J. Stephen Lewis has represented county and local governments and administrative agencies for more than two decades. During that time, Stephen has played a major role in the advancement of California law related to individual civil rights, the First Amendment, local government finance and the primacy of municipal charters in charter cities. Stephen is recognized as a leading expert in California rent control laws.
Advocate for local governments
Stephen represents and advocates on behalf of a range of municipal entities and government authorities. He has served as amicus counsel for the League of California cities and supported individual cities throughout California.
Skilled in managing the political environment and financial pressures local governments operate under, Stephen advises publicly elected and appointed bodies. His counsel background includes the development of state legislation affecting local government and the drafting of numerous local charter provisions, ordinances and regulations.
Stephen has played a major role in the advancement of California law related to individual civil rights, the First Amendment, local government finance and the primacy of municipal charters in charter cities.
- In In re Marriage Cases, Stephen represented a coalition of counties and municipalities as amicus curiae, writing a brief that is widely credited with convincing the California Supreme Court to conclude that the state’s equal protection clause extends to same-sex couples. The argument was later accepted by the U.S. Supreme Court in its application of the U.S. Constitution.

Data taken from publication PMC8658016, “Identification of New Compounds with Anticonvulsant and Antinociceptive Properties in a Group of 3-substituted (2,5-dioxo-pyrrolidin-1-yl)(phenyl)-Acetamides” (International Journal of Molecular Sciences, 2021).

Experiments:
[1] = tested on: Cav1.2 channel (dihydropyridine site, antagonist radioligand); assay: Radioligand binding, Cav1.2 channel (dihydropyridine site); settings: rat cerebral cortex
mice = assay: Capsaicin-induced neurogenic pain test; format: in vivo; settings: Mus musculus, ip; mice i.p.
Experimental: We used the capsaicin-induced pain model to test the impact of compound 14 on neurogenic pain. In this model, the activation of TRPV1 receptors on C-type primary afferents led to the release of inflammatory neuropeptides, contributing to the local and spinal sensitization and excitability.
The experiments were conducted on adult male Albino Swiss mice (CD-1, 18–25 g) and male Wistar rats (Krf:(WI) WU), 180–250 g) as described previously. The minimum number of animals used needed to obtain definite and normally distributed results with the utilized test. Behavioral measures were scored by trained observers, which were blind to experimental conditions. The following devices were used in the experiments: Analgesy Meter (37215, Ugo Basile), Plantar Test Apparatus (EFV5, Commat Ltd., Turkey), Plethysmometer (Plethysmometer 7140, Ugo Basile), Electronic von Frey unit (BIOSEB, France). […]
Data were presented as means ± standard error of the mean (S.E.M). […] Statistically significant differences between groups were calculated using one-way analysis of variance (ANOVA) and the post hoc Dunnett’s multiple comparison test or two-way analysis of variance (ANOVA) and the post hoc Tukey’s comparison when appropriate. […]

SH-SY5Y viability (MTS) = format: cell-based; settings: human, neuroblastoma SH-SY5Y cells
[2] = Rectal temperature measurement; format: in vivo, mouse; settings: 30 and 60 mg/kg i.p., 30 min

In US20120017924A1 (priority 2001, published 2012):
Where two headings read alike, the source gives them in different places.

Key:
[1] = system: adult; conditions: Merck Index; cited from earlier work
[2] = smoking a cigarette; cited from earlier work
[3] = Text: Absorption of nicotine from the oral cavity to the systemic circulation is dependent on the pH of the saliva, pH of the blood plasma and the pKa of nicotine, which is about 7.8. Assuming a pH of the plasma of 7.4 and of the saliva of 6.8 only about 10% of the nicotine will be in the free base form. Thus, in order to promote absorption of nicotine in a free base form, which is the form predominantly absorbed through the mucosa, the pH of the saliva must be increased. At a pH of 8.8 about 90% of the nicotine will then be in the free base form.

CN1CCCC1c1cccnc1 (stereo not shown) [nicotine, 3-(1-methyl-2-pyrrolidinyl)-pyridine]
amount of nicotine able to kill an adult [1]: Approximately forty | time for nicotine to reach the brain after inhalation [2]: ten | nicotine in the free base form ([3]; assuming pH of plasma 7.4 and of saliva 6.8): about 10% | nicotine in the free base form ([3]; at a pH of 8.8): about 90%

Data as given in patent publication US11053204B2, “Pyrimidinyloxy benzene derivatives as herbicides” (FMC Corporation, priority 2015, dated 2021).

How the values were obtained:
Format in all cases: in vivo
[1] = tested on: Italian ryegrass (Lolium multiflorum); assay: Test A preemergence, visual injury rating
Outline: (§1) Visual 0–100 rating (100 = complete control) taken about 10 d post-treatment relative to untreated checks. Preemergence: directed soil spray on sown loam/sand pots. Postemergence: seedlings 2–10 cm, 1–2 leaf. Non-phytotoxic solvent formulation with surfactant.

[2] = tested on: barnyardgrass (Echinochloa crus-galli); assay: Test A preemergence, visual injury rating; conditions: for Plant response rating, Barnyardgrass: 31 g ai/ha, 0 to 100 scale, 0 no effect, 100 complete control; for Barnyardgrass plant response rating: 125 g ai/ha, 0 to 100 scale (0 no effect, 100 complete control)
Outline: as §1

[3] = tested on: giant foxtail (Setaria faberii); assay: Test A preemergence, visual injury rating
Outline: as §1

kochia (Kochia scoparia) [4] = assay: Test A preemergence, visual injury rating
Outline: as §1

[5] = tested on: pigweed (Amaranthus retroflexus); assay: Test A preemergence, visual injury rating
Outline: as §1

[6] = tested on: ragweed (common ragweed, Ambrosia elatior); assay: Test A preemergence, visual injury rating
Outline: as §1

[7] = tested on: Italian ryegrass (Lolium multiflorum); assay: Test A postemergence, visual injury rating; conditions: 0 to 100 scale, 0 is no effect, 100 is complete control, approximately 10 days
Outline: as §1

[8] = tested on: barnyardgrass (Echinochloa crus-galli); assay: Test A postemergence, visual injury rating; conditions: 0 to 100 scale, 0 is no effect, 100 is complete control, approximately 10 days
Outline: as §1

- In Showing Animals Respect and Kindness v. City of West Hollywood, Stephen successfully argued, in a case of first impression, that laws banning mobile billboards do not violate the First Amendment.
- In Action Apartment Association v. Santa Monica Rent Control Board, Stephen successfully argued that, notwithstanding a state constitutional provision that nearly all local government fees are taxes that must be approved by voters, California state and local government regulatory agencies may still enact and collect appropriate regulatory fees without voter approval.
- In 1041 20th Street v. SMRCB, Stephen established that charter cities are not bound by prior decisions that contravene their cities’ charters, which function as a form of “local constitution.”
- J.D., University of Pittsburgh, School of Law, 1993
- B.A., Lancaster University, Lancashire, England, 1987
- State Bar of California, 1995